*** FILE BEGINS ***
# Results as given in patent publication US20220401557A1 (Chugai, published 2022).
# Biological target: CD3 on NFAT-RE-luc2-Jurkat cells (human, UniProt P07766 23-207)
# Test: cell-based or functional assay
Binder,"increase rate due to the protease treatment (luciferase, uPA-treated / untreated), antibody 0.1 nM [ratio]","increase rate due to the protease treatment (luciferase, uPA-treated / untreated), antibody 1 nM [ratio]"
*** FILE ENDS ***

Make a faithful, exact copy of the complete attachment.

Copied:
# Results as given in patent publication US20220401557A1 (Chugai, published 2022).
# Biological target: CD3 on NFAT-RE-luc2-Jurkat cells (human, UniProt P07766 23-207)
# Test: cell-based or functional assay
Binder,"increase rate due to the protease treatment (luciferase, uPA-treated / untreated), antibody 0.1 nM [ratio]","increase rate due to the protease treatment (luciferase, uPA-treated / untreated), antibody 1 nM [ratio]"